So the weekend went by, had jury selection on Monday, lost my job on Tuesday, and the rest of the week has just flown by. Looks like I'll have a lot more time for eGullet now!

Seriously, this downsizing has been a long time coming, and I am relieved to have the big announcement over with. I have been wanting to enroll in our local Culinary Arts program, which begins August 29th, so I'm taking this as a sign that I should proceed. Let the next chapter of my life begin!

Anyway, back to mustard, soon I will be making the tarragon mustard recipe...I'll let you know when I get it together.

How about some photos of the finished product? Show off your creations.


Edited by andiesenji (log)

"There are, it has been said, two types of people in the world. There are those who say: this glass is half full. And then there are those who say: this glass is half empty. The world belongs, however, to those who can look at the glass and say: What's up with this glass? Excuse me? Excuse me? This is my glass? I don't think so. My glass was full! And it was a bigger glass!" Terry Pratchett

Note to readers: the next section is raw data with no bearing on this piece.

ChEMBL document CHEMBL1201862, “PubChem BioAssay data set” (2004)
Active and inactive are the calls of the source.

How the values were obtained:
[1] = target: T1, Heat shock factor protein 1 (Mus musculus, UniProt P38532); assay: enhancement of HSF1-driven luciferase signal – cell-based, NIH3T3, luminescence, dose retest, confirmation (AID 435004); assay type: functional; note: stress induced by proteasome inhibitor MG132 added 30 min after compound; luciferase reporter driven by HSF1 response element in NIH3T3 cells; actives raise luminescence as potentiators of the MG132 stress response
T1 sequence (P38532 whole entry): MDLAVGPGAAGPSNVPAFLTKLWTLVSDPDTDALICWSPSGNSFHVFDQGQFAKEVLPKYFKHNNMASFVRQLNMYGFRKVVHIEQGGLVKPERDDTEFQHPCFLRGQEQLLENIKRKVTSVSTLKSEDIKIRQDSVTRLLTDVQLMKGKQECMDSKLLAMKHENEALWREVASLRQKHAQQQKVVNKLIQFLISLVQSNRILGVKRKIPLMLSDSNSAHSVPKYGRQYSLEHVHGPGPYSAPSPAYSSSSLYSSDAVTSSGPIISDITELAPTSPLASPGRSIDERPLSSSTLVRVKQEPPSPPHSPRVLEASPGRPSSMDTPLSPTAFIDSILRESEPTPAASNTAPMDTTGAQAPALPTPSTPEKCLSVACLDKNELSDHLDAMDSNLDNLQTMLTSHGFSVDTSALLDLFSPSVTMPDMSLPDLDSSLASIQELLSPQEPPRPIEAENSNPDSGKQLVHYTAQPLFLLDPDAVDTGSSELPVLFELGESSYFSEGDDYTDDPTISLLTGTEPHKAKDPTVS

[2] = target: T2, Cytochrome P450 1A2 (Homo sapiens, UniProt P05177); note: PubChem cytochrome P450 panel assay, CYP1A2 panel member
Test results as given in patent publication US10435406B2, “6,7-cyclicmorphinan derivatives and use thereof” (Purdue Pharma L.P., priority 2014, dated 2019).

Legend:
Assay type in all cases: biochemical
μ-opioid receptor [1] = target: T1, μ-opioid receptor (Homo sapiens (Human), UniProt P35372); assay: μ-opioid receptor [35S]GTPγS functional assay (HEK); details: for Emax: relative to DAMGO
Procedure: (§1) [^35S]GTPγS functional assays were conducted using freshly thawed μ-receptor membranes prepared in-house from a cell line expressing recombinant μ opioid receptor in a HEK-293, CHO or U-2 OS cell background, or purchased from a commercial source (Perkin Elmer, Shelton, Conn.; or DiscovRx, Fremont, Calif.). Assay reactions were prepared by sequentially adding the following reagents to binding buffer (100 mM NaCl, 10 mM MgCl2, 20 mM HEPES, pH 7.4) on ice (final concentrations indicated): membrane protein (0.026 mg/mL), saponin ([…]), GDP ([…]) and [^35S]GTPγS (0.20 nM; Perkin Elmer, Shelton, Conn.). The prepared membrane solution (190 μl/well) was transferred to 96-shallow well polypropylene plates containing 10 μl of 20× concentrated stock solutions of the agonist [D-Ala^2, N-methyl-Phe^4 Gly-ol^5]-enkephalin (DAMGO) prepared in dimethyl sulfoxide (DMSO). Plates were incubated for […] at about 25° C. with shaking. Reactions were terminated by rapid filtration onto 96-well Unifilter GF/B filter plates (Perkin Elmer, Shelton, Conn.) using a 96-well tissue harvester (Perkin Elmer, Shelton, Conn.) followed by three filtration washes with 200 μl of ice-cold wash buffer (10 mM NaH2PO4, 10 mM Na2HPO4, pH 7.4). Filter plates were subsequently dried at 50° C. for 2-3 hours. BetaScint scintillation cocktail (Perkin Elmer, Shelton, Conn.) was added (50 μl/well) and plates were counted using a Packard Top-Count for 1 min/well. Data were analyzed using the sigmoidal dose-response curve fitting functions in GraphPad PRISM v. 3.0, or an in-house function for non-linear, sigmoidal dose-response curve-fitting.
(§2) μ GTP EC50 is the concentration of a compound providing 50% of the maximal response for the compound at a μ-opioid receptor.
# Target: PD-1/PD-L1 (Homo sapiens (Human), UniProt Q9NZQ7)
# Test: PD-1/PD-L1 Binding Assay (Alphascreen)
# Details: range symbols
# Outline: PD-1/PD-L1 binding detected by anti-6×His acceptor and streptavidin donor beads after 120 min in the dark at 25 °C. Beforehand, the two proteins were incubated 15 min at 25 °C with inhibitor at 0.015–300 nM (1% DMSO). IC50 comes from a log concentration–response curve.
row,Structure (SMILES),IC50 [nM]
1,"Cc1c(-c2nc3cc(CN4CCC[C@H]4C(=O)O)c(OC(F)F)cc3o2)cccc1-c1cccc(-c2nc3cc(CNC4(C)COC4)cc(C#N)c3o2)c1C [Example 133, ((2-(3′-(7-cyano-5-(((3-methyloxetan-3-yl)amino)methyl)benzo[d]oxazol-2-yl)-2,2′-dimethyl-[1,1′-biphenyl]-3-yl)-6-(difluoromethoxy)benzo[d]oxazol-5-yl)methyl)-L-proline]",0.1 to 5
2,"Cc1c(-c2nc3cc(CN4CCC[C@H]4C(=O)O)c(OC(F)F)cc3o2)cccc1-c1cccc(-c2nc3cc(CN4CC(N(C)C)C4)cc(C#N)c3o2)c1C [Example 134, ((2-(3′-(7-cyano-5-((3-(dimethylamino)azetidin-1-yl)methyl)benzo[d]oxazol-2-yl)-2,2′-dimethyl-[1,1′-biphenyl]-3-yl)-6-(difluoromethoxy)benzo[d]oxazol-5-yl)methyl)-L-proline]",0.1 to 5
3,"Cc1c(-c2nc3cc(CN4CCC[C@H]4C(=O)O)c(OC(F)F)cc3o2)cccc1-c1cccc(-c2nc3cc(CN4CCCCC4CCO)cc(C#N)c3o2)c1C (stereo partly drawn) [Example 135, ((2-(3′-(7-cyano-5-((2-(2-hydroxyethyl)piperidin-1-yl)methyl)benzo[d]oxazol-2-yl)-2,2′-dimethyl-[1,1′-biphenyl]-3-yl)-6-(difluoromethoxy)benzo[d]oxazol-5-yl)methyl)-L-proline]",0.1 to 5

My blog:Books,Cooks,Gadgets&Gardening

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MaggieB,

Good luck in whatever awaits you in the upcoming months! And thanks for trying and reporting on the recipes for the rest of us.

Alex

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I've been thinking about those photos. I do love to take pictures of food, but, I do not have a digital camera - hope to get one soon. And I did have a great 35 mm camera, but it is broken, which means I am down to disposable cameras for the time being. I believe I can still post photos, and I will try, but there will be a delay as I will need development time and then I need to learn how to scan and post these photos. However, I will begin the process-you're never too old to learn new things! :biggrin: